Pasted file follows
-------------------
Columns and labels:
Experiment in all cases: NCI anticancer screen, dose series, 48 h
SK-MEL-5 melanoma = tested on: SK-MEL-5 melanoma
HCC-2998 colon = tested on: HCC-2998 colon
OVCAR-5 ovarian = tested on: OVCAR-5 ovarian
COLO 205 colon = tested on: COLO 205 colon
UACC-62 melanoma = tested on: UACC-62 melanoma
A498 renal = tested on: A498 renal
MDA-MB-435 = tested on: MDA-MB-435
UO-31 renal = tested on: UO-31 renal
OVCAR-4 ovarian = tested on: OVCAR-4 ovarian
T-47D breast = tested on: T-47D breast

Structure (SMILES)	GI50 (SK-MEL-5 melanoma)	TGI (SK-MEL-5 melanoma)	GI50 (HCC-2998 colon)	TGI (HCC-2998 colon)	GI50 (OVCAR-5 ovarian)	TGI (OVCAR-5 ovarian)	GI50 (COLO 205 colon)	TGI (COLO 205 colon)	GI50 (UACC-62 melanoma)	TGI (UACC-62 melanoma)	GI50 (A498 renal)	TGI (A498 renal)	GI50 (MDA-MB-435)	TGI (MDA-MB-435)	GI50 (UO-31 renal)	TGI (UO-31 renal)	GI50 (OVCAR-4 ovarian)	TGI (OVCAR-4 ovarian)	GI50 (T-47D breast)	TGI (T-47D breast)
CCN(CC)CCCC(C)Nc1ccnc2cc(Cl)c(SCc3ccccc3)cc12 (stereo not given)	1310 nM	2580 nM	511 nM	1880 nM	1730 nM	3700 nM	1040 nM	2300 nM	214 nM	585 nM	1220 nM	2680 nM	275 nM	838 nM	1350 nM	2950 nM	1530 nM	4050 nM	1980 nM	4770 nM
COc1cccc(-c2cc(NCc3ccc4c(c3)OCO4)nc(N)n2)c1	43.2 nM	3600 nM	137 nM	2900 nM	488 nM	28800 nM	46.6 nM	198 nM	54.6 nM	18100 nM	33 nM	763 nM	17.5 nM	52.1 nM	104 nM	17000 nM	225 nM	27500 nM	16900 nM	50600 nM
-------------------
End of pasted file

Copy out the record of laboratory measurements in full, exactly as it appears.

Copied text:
Columns and labels:
Experiment in all cases: NCI anticancer screen, dose series, 48 h
SK-MEL-5 melanoma = tested on: SK-MEL-5 melanoma
HCC-2998 colon = tested on: HCC-2998 colon
OVCAR-5 ovarian = tested on: OVCAR-5 ovarian
COLO 205 colon = tested on: COLO 205 colon
UACC-62 melanoma = tested on: UACC-62 melanoma
A498 renal = tested on: A498 renal
MDA-MB-435 = tested on: MDA-MB-435
UO-31 renal = tested on: UO-31 renal
OVCAR-4 ovarian = tested on: OVCAR-4 ovarian
T-47D breast = tested on: T-47D breast

Structure (SMILES)	GI50 (SK-MEL-5 melanoma)	TGI (SK-MEL-5 melanoma)	GI50 (HCC-2998 colon)	TGI (HCC-2998 colon)	GI50 (OVCAR-5 ovarian)	TGI (OVCAR-5 ovarian)	GI50 (COLO 205 colon)	TGI (COLO 205 colon)	GI50 (UACC-62 melanoma)	TGI (UACC-62 melanoma)	GI50 (A498 renal)	TGI (A498 renal)	GI50 (MDA-MB-435)	TGI (MDA-MB-435)	GI50 (UO-31 renal)	TGI (UO-31 renal)	GI50 (OVCAR-4 ovarian)	TGI (OVCAR-4 ovarian)	GI50 (T-47D breast)	TGI (T-47D breast)
CCN(CC)CCCC(C)Nc1ccnc2cc(Cl)c(SCc3ccccc3)cc12 (stereo not given)	1310 nM	2580 nM	511 nM	1880 nM	1730 nM	3700 nM	1040 nM	2300 nM	214 nM	585 nM	1220 nM	2680 nM	275 nM	838 nM	1350 nM	2950 nM	1530 nM	4050 nM	1980 nM	4770 nM
COc1cccc(-c2cc(NCc3ccc4c(c3)OCO4)nc(N)n2)c1	43.2 nM	3600 nM	137 nM	2900 nM	488 nM	28800 nM	46.6 nM	198 nM	54.6 nM	18100 nM	33 nM	763 nM	17.5 nM	52.1 nM	104 nM	17000 nM	225 nM	27500 nM	16900 nM	50600 nM